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Why Vacations Can Be Exhausting for People With Chronic Illnesses

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Something misunderstood by people free from a chronic illness, such as fibromyalgia, is that going away on holiday can be exhausting. My husband loves traveling and doing all the tourist things, and when I developed my condition, our daughter was only 12 years old. As a result, I was determined to keep up our pattern of family vacations. Fortunately, my family understands the effort I have made to do this and what it has cost me in health terms, but others do not, and think I can’t be all that unwell if I can go away on holiday. They roll their eyes when I return and say how tired I am. The following is what I would like them to know.

First of all, there is everything to organize before we go. I heave a sigh of relief once we’re in the car, train or airport departure lounge. I’m too tired to help with driving if that’s what we’re doing. I need rest but am too wired with thinking about things to sleep on the journey. When we arrive, I do find that excitement and adrenaline kicks in, which helps me at first. I’m eager to embrace my new surroundings and explore, but how long that continues will depend on the conditions. I have dragged myself, exhausted and in pain, across several European cities. In general, to someone unused to city life, the noise, smells, crowds and over-stimulation are too much. My family have had to leave me sitting in cafes or on benches all over the place, while they carried on exploring. I have been forced to return to the hotel for rest.

Temperatures can be another issue. I am Scottish, so am not used to great heat! I used to love Mediterranean summer vacations for the sunshine and warmth, but no longer. On holiday in Spain, I wasn’t fit for any sightseeing. I spent the days seeking shade or air conditioning. One dip in the pool was enough — I thought it would help, but the contrast of going from extreme heat to freezing water brought on a flare and instant, agonizing pain. Strangely enough, though, two autumn breaks in Iceland suited me well – the cold has a different quality to our damp Scottish climate, and I found it energizing.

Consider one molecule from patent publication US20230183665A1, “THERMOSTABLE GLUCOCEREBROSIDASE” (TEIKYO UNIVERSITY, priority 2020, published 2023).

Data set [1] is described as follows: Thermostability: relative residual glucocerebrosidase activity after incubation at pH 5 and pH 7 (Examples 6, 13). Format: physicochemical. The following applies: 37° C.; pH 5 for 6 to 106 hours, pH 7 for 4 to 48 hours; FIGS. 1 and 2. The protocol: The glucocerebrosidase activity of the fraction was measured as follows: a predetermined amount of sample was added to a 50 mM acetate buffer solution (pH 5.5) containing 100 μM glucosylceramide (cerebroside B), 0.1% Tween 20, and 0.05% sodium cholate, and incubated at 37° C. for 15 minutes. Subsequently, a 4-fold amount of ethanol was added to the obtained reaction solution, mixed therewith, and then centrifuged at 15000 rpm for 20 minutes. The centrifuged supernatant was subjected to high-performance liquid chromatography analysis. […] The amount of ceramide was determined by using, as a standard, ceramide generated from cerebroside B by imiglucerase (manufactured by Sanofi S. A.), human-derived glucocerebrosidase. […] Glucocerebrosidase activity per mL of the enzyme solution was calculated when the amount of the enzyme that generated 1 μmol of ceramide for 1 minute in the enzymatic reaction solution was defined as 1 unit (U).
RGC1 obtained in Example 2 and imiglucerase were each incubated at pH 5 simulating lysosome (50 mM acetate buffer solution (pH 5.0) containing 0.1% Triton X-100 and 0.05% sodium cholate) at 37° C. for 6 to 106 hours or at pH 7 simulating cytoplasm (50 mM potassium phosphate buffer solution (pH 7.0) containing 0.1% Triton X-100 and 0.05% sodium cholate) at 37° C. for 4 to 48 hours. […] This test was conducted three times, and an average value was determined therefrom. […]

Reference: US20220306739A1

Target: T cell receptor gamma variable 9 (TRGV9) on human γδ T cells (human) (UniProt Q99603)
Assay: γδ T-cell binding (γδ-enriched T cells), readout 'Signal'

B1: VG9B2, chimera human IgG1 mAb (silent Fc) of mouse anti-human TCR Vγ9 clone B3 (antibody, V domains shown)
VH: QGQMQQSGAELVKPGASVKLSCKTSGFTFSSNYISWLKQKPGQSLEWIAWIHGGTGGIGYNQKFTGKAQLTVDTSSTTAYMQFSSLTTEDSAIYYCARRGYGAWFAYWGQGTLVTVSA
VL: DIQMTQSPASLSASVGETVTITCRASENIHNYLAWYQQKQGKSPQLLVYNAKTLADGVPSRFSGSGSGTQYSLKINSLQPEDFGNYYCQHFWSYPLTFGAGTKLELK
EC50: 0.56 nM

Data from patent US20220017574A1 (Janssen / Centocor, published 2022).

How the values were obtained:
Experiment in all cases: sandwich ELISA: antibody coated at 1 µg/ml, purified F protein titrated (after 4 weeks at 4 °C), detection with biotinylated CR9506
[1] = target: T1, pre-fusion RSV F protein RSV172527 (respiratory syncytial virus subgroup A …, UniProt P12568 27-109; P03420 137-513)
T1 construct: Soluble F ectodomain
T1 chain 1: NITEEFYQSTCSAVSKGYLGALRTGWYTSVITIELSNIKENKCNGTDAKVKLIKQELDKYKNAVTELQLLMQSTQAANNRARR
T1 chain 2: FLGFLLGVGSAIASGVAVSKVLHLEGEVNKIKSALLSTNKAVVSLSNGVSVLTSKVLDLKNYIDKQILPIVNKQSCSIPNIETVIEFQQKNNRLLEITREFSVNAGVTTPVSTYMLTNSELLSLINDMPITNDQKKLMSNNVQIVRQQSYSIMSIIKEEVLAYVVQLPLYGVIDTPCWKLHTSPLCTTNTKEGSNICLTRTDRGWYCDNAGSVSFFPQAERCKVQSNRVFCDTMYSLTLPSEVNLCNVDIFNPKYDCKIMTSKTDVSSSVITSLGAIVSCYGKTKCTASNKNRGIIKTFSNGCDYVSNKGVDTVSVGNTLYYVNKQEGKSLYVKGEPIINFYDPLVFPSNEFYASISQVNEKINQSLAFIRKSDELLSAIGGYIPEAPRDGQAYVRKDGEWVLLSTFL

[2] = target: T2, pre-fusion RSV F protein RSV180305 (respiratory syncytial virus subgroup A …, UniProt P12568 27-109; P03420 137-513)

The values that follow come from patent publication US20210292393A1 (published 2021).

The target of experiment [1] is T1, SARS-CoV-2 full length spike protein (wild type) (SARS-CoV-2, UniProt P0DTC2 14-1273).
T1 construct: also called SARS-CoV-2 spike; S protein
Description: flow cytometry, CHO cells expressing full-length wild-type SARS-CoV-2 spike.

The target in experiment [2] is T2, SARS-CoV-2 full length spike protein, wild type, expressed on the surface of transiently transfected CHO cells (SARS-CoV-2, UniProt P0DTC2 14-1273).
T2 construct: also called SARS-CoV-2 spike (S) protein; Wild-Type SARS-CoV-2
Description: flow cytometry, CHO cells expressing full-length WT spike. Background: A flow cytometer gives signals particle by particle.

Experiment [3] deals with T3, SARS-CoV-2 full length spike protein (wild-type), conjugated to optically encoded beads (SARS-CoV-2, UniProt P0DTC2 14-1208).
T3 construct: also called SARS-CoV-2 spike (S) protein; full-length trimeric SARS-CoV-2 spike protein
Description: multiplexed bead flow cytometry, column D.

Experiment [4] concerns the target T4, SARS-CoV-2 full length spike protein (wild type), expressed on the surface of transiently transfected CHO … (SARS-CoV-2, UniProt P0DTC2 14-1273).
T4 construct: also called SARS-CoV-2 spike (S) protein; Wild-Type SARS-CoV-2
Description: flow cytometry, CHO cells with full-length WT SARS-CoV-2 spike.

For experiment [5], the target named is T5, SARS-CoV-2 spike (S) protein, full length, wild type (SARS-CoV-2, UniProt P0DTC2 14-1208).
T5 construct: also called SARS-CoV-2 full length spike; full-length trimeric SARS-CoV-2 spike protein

In general, however, especially now that our daughter has left home, we are admitting that we need to take things easier and choose quieter destinations. Last month, on what was probably our last holiday as a family, we visited the beautiful city of York. I couldn’t sleep due to the noise of traffic. We had plans which had to be abandoned because I simply wasn’t up to going out. Several days, we ventured out and I had to return to the holiday rental to rest. I’m relieved we had rented a house rather than staying in a hotel, because it meant I could remain in bed in the mornings and return to rest at any time. In the past, I’ve often gone back to hotels to find the room being cleaned.

I’m sure I’m not alone in feeling that I need a holiday after a vacation! Unfortunately, it’s one of those aspects of chronic illness that people don’t understand. We may be accused of whinging – I’ve certainly been met with sarcastic comments. I know we are fortunate if we have the finances and are fit enough in any degree to travel. The change of scene can be refreshing, and it’s a temporary release from work, housework and all those jobs piling up which keep nagging. However, even a healthy person finds difficulty in returning to daily life and demands after a vacation, so it can often be much worse for someone with chronic illness. We may well return from holiday feeling even more fatigued than before we went.

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Thinkstock Image By: seb_ra

Originally published: September 7, 2017
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